Guardianship for adults in California is designed so that the guardian can make informed decisions for a disabled or reason impaired adult who is not capable of making rational decisions on his own. A full guardian is responsible for all decisions regarding living arrangements, daily life, medical and financial obligations and making sure that the ward is safe and well cared for. The person who applies to become a guardian is taking on the responsibility of caring for someone else's life.
Request a form 505 and the form GC 100 from a court clerk at the California County courthouse. This should be in the county in which the person who needs a guardian lives in or download the forms from online at the California Court Self Help website. The form 505 explains California guardianships, while the form GC 100 is the application to become a guardian.
Fill out all the information in the form GC100, including the names of everyone involved, if the adult in question is disabled or incapable of making decisions, the name of the person that is to get appointed as guardian and the reason why guardianship is necessary.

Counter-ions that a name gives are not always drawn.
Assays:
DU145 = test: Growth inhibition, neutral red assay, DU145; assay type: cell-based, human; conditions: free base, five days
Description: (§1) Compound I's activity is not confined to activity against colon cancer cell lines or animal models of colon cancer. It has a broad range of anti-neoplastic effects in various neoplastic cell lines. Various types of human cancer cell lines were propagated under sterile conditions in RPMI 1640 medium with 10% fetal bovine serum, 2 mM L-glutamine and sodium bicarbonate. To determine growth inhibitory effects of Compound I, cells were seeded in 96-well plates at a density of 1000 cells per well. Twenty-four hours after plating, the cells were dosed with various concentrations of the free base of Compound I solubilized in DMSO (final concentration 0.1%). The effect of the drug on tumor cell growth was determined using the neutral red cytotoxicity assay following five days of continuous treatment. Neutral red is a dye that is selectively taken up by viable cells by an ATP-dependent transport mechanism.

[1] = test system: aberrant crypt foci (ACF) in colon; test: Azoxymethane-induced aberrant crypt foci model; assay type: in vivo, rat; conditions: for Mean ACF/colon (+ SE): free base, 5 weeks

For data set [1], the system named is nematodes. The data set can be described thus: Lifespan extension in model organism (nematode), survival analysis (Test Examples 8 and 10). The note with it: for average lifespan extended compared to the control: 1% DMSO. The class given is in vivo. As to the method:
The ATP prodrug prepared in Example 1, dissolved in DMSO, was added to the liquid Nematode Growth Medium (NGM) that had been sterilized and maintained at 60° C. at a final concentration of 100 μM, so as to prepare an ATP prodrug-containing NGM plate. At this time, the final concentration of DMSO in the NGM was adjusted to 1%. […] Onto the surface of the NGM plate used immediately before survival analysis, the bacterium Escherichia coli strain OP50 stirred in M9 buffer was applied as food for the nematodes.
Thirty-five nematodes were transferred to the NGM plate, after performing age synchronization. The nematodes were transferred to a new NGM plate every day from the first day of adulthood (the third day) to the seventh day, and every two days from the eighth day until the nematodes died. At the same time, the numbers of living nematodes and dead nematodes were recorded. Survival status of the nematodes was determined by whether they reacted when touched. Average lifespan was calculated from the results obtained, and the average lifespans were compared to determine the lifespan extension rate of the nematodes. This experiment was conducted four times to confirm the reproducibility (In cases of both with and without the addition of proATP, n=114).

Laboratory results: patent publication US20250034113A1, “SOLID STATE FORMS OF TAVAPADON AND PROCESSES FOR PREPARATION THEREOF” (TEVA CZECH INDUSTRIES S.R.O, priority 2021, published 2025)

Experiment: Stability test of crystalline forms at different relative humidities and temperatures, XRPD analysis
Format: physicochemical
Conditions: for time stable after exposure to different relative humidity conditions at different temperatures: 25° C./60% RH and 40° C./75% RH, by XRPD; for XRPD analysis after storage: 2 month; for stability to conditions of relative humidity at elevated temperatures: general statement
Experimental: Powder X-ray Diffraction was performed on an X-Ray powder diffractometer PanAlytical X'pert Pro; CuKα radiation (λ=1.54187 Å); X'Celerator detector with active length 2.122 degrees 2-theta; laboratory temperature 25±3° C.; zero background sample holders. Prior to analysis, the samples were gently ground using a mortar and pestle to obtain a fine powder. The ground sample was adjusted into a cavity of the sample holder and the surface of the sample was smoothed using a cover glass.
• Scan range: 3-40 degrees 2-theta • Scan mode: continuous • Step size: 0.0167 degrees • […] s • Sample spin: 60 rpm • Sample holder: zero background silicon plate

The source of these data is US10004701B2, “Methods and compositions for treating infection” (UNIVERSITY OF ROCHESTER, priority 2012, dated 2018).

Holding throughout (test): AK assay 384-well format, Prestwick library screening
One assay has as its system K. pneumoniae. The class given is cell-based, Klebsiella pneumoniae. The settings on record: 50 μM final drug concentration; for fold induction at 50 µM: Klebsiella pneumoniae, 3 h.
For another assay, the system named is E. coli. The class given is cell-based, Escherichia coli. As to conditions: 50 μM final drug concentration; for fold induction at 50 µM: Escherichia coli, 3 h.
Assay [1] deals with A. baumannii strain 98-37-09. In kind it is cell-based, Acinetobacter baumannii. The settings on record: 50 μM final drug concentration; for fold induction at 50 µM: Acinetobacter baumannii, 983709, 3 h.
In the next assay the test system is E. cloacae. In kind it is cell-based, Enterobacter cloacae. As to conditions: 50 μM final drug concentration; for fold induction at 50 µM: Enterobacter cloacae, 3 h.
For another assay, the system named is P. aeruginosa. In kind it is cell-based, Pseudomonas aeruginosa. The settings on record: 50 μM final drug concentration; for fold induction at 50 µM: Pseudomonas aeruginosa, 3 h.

Attach supporting documentation to the reasons that the adult needs a guardian. This documentation can include death certificates of parents, recommendations by social workers, doctors or councilors and any other documentation that supports the cause.
File the documentation with the California county court and pay the fee that goes along with filing for guardianship. The fee for filing for guardianship can vary depending on the courthouse and the county in which the adult resides.
Attend the guardianship hearing with the adult who needs a guardian. Respond to any of the judges questions in a truthful manner and do not hesitate to ask questions about guardianship. The judge will ask questions of you, any witnesses that are in the courtroom and the adult who needs a guardian. The California judge will make a ruling on the guardianship and how much of a guardianship he thinks that the adult needs.